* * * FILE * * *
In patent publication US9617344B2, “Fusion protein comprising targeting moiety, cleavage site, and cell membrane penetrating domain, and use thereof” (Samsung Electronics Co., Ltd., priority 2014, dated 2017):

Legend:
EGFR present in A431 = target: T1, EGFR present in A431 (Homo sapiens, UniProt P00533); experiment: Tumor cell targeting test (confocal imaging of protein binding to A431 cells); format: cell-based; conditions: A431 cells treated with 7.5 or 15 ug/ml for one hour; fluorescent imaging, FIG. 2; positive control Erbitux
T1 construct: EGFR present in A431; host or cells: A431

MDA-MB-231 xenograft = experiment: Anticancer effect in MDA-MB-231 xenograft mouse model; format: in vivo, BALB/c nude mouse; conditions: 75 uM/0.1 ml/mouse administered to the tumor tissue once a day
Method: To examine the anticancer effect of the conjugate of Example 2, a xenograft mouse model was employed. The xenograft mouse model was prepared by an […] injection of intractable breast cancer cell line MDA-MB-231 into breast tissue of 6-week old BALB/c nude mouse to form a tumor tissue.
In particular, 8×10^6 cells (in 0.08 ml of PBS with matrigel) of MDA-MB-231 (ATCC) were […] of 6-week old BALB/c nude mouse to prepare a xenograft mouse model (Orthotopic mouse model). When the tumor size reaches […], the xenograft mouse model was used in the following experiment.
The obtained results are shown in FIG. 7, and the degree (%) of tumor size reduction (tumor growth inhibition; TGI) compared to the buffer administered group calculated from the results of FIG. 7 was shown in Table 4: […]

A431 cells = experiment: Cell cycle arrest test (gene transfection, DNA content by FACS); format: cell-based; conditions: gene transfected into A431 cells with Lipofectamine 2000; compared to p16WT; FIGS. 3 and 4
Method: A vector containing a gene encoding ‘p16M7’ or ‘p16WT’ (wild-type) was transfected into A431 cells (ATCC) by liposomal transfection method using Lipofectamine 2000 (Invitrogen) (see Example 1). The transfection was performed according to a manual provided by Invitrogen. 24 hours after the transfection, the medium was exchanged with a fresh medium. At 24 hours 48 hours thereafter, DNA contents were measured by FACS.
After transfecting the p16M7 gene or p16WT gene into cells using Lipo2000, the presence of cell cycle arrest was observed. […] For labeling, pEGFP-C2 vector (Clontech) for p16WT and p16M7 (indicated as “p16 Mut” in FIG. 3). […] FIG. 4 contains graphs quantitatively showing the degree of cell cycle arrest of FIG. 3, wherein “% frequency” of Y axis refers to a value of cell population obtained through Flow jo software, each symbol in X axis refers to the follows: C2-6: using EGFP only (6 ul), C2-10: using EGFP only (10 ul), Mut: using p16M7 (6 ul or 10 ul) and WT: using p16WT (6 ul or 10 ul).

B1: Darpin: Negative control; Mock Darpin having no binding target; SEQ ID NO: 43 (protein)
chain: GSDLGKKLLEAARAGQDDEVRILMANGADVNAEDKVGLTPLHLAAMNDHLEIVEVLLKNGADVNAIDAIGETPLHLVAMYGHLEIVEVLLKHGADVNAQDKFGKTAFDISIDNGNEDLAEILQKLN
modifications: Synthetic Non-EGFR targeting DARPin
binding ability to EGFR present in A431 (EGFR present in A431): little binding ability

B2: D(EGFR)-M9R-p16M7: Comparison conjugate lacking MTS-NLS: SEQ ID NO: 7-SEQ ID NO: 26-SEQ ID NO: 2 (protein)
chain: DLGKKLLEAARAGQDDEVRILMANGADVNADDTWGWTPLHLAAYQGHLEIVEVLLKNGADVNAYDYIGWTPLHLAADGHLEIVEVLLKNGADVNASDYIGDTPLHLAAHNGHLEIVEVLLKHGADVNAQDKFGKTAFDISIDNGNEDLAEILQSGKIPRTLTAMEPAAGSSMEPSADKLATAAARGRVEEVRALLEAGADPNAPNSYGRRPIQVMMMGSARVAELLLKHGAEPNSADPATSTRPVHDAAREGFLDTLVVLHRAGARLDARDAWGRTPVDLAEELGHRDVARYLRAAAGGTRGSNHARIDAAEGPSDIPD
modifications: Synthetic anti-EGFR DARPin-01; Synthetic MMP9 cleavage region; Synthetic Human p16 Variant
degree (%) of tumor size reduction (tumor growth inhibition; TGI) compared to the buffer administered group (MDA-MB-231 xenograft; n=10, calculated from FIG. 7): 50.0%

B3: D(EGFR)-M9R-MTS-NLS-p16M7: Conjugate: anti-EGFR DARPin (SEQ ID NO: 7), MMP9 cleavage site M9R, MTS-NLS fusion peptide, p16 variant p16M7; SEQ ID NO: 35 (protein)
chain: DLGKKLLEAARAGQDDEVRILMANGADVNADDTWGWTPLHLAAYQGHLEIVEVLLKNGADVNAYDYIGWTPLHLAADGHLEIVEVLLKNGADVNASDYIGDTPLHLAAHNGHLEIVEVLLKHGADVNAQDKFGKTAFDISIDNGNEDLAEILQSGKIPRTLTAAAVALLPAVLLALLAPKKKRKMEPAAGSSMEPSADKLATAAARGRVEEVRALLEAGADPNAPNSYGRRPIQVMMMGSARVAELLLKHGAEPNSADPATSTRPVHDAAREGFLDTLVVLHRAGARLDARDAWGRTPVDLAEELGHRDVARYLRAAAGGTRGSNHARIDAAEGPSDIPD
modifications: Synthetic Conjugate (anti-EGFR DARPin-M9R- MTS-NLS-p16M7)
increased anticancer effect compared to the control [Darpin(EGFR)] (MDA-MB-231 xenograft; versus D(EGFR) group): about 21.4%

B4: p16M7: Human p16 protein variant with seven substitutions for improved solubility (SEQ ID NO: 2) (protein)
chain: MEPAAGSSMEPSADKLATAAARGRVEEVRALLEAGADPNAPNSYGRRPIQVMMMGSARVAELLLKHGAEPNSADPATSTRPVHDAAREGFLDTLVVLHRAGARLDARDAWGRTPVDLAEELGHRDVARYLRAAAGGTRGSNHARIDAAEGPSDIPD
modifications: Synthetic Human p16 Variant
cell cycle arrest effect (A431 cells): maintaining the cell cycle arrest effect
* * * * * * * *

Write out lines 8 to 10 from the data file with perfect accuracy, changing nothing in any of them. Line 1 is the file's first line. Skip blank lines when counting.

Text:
The obtained results are shown in FIG. 7, and the degree (%) of tumor size reduction (tumor growth inhibition; TGI) compared to the buffer administered group calculated from the results of FIG. 7 was shown in Table 4: […]

A431 cells = experiment: Cell cycle arrest test (gene transfection, DNA content by FACS); format: cell-based; conditions: gene transfected into A431 cells with Lipofectamine 2000; compared to p16WT; FIGS. 3 and 4
Method: A vector containing a gene encoding ‘p16M7’ or ‘p16WT’ (wild-type) was transfected into A431 cells (ATCC) by liposomal transfection method using Lipofectamine 2000 (Invitrogen) (see Example 1). The transfection was performed according to a manual provided by Invitrogen. 24 hours after the transfection, the medium was exchanged with a fresh medium. At 24 hours 48 hours thereafter, DNA contents were measured by FACS.